Help a blind girl find her cat in a world where you see without eyes

I watched the Bob Ross marathon on Twitch recently, where a whole new generation got to discover the magic that emerges from his brushes: how you can turn away for a moment and turn back to find a whole new world materializing across a blank canvas. The game Beyond Eyes can feel a little bit like that too.

You play as Rae, a young girl who lost her sight in an accident. After her cat Nani goes missing, she opens the gate to that leads beyond her garden and adventures forth to find her friend. Since she's blind, she—and you—have to rely on touch, sound and memory to paint a picture of the world in the blank spaces of the unknown.

If a bird sings in the distance, it'll light up a small area in the vast whiteness that cloaks the path ahead—at least until you draw closer. Gates, bushes and other obstacles often spring up in front of you suddenly, since you don't know where they are until you run into them. The world paints itself into being around you, in ways that are beautiful and surprising. Grass grows beneath your feet as you move, flowers bloom, bridges leap across rivers.

But things aren't always what they seem: what sounds (and therefore looks) like a sparkling fountain might turn out to be water pouring through a rusty sewer grate. What you thought was your cat rustling around in the bushes might turn out to be some local wildlife. Your other senses can help you paint an imaginative picture of the world around you, but until you actually touch it, you never quite know for sure.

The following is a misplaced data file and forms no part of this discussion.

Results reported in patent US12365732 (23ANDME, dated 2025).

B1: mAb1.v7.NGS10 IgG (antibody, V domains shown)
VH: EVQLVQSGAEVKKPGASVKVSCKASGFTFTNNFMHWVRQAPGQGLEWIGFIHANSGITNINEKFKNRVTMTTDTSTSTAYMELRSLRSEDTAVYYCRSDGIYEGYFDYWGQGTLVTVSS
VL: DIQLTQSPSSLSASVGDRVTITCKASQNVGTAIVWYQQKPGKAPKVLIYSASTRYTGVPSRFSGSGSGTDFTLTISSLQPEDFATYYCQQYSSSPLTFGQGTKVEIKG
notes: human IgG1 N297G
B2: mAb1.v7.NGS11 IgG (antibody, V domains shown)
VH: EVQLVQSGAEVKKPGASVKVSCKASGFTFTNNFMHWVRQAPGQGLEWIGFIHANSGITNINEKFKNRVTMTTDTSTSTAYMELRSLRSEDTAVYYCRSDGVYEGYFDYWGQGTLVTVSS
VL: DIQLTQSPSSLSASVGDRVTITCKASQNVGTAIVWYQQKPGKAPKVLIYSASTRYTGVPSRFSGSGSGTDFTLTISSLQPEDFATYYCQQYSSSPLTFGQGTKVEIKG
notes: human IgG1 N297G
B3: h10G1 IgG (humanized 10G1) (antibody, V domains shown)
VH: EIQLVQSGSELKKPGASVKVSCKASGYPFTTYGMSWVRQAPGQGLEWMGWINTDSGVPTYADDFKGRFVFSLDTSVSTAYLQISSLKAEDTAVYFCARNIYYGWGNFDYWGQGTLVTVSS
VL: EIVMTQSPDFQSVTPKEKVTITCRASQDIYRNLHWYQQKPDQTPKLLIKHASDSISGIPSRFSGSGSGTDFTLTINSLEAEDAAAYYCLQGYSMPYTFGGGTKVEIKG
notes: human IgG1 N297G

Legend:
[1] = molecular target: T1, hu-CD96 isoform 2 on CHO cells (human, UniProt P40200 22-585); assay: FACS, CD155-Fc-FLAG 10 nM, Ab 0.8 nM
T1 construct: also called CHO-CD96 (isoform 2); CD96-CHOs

The phrase "walking simulator" has become something of a pejorative in certain circles, but that's exactly what Beyond Eyes is. This is a game where almost all you do is wander, imagine, and watch the world unfold. But what ultimately makes it pleasurable is what makes so many "walking simulators" worthwhile: the chance to move through a different world in a different way, and perhaps to remember that not everyone walks through the world in the same way as us.

Developed by the Tiger and Squid, Beyond Eyes is available for Mac, PC, Linux, PS4 and Xbox One.

Notable Replies

  1. Does she get power-ups and enhanced attacks? I'm worried what if the cat turns out to be a jaguar or something.

  2. I feel that a game cannot tell a story unless it has conversation branches and a morality system. 0/10 for this one.

  3. Really like the art. Definitely going to try this one!

    Thanks, Laura.

  4. peterk says:

    This puts me in mind of the short Taiwanese animation Out of Sight (敲敲). The theme is nearly identical: Visually impaired girl looking for a lost pet.

    The 28 Plays Later podcast focused on "walking simulators" for part of an episode. I'd played a few in the past, but never really thought of them as a genre before hearing this.

    Generally I enjoy some sort of game goals (even violent ones) in my video games. That said, if a game's setting or situation is evocative or innovative in some way, then I'd be fine exploring that now an then even without a lot of action or problem solving.

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